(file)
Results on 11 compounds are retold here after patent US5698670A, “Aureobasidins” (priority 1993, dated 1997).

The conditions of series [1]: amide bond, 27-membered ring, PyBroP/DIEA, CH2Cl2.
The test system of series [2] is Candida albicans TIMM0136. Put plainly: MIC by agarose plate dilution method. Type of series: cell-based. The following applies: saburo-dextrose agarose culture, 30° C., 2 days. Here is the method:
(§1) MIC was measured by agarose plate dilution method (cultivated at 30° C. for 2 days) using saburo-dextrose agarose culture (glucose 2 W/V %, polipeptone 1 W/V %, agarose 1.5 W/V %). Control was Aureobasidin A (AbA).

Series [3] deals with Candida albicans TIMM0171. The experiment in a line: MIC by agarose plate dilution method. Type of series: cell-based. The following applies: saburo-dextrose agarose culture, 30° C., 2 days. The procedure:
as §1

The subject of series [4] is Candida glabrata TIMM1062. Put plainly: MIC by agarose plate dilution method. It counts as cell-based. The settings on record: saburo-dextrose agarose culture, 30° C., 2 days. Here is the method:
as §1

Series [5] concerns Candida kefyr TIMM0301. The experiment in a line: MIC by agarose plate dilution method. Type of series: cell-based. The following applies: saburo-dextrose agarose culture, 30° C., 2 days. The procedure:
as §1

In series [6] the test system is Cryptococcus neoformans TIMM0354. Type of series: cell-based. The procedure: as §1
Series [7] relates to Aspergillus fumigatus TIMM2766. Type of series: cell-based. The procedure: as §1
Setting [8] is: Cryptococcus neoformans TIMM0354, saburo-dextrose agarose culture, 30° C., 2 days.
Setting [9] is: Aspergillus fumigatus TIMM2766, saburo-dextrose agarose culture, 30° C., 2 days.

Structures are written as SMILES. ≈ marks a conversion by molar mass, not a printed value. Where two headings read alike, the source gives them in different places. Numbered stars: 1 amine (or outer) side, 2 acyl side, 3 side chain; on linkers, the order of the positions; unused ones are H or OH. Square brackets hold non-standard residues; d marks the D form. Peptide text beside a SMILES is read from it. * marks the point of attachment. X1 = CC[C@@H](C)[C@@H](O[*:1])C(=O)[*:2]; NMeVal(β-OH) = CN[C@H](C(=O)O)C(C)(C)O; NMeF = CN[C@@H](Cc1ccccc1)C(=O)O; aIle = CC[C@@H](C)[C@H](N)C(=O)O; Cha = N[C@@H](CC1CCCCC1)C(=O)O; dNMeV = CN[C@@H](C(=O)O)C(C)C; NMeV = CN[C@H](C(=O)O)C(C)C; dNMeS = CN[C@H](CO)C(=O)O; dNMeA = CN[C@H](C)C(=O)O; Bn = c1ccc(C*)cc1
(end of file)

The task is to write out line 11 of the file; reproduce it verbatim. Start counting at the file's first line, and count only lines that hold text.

In series [6] the test system is Cryptococcus neoformans TIMM0354. Type of series: cell-based. The procedure: as §1